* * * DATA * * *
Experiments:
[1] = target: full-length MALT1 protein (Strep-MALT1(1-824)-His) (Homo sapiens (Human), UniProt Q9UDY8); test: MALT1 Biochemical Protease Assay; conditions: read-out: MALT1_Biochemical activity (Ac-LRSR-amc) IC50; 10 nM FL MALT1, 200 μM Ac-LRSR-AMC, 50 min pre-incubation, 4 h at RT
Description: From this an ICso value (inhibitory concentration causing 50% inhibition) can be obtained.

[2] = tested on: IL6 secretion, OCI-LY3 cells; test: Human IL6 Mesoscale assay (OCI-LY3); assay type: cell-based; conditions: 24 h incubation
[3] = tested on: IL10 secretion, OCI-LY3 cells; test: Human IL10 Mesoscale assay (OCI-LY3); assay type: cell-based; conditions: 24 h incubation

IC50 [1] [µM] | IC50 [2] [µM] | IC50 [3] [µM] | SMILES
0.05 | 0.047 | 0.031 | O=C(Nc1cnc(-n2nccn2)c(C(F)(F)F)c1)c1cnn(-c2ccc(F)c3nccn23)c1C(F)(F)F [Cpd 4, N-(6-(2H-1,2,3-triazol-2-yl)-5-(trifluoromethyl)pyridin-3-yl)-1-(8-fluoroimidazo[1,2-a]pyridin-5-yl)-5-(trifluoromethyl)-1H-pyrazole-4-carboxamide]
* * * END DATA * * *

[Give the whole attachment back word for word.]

Experiments:
[1] = target: full-length MALT1 protein (Strep-MALT1(1-824)-His) (Homo sapiens (Human), UniProt Q9UDY8); test: MALT1 Biochemical Protease Assay; conditions: read-out: MALT1_Biochemical activity (Ac-LRSR-amc) IC50; 10 nM FL MALT1, 200 μM Ac-LRSR-AMC, 50 min pre-incubation, 4 h at RT
Description: From this an ICso value (inhibitory concentration causing 50% inhibition) can be obtained.

[2] = tested on: IL6 secretion, OCI-LY3 cells; test: Human IL6 Mesoscale assay (OCI-LY3); assay type: cell-based; conditions: 24 h incubation
[3] = tested on: IL10 secretion, OCI-LY3 cells; test: Human IL10 Mesoscale assay (OCI-LY3); assay type: cell-based; conditions: 24 h incubation

IC50 [1] [µM] | IC50 [2] [µM] | IC50 [3] [µM] | SMILES
0.05 | 0.047 | 0.031 | O=C(Nc1cnc(-n2nccn2)c(C(F)(F)F)c1)c1cnn(-c2ccc(F)c3nccn23)c1C(F)(F)F [Cpd 4, N-(6-(2H-1,2,3-triazol-2-yl)-5-(trifluoromethyl)pyridin-3-yl)-1-(8-fluoroimidazo[1,2-a]pyridin-5-yl)-5-(trifluoromethyl)-1H-pyrazole-4-carboxamide]